I also had difficulty with the introduction and how it related to the wine reviews; ‘The trade-off for that universal gift is the simultaneous publishing of such staggering rubbish that you assume it was only written after the author ran out of windows to lick and grew tired of sculpting busts of dead monarchs from their own filth’.

I do not understand the reason for this article with its strange tasting notes and where the editor saw a benefit for readers, I found a puzzle.

Picture: Champagne label dating to the time of the great wine promoter Champagne Charlie C1860.

The curtain falls on the last act

Does it matter who makes the wine? Should we care? Thoughts like these play no part in assessing wine in a row of glasses where colour, aroma, and taste are the guides, and the score is duly given. Yet news from a week ago requires a reflection on the emotion of taste as the report will add to the list of wines that will never taste quite the same again.

On the 6th December, 2021 Accolade wines opened its new headquarters in the Adelaide business district leaving behind the rambling, country cottage style office based in the southern suburb of Reynella. Accolade wines is a diverse winery group which contains numerous companies including several of great historic interest, the most important being Thomas Hardy. Hardy’s after taking over Reynella wines in 1982 later made their head office in the agglomeration of historic buildings on the marvellous Reynell property. For recent settlers the history is long as John Reynell built his farm there from 1838, likely planted vines in 1840 and dug the historic Cave Cellars in 1845.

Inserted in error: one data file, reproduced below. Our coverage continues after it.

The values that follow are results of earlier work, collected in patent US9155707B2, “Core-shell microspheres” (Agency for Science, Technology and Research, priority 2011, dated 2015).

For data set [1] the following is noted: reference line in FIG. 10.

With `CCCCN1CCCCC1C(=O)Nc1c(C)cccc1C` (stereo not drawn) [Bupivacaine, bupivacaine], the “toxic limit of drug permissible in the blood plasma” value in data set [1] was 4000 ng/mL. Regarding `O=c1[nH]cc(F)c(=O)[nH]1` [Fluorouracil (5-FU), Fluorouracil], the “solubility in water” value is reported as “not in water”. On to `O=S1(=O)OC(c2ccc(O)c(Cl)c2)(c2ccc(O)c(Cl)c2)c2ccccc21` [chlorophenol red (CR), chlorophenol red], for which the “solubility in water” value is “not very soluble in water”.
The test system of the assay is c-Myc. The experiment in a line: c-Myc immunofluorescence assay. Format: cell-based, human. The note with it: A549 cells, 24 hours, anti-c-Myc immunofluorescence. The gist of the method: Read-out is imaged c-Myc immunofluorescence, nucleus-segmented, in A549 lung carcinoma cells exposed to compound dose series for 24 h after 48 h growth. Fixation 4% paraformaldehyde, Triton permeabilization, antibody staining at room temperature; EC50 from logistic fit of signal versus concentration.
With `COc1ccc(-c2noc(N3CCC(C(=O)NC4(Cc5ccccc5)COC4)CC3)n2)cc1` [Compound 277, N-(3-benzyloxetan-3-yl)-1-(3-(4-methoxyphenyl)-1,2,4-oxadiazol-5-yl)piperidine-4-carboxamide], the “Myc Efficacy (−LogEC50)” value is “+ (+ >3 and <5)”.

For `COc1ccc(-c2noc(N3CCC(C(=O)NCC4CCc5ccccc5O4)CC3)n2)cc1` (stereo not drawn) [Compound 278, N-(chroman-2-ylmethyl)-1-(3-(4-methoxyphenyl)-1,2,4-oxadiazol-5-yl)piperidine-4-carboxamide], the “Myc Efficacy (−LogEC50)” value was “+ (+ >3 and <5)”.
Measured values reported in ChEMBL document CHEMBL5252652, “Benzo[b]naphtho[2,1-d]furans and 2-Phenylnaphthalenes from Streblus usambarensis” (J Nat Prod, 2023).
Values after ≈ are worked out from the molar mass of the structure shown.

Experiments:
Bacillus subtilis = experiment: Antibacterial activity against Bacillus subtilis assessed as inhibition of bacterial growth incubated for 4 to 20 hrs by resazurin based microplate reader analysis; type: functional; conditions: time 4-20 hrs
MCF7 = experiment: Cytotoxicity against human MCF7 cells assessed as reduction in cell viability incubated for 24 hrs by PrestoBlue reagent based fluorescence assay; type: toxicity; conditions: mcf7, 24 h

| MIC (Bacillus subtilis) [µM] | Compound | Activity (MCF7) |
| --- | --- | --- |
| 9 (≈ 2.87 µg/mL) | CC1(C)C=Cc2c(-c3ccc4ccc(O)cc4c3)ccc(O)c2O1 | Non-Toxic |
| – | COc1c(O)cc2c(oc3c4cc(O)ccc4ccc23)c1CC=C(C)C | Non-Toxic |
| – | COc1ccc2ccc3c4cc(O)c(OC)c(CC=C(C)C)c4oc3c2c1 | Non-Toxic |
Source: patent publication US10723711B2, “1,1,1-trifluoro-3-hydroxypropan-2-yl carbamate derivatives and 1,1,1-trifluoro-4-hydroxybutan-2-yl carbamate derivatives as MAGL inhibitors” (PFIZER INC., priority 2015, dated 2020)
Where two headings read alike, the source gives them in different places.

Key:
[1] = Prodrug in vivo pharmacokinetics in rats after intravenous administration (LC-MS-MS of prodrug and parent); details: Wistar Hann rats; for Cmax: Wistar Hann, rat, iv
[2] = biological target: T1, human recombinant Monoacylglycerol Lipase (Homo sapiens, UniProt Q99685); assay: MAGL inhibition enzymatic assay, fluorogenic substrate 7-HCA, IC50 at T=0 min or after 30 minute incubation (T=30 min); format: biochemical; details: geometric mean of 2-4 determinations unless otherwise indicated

The romance of wine is one thing and running a global wine business another though I do not see them as separate. Asking folk to pay $200 for a bottle is not about the worth of the ingredients. Of the many misjudgements I have observed in the wine business towards the top must be the decision by Southcorp (now Treasury) to cut costs by quitting the Seppelstfield wine village in the Barossa Valley at least partly due to the high maintenance costs of pleasing the National Trust.

Now that Treasury has learnt the magic of selling Penfolds wines for $3000 a bottle they could likely have achieved with Seppeltsfield what the Seppelts family did not.

I realise Reynella is a hard ask as the trail is cold though what about Thomas Hardy as surely it is worth more than those ridiculous, stamp label so loved by the Brits.

Now surrounded by suburbia suggests the Reynella site may not have been the ideal place to wine and dine the wealthy. Now from the high rise in Adelaide the marketing executives can look south and ask, how can we lift the emotion and romance of Hardys and Reynella. Surely their histories have some worth because at the moment what they make tastes just like wine.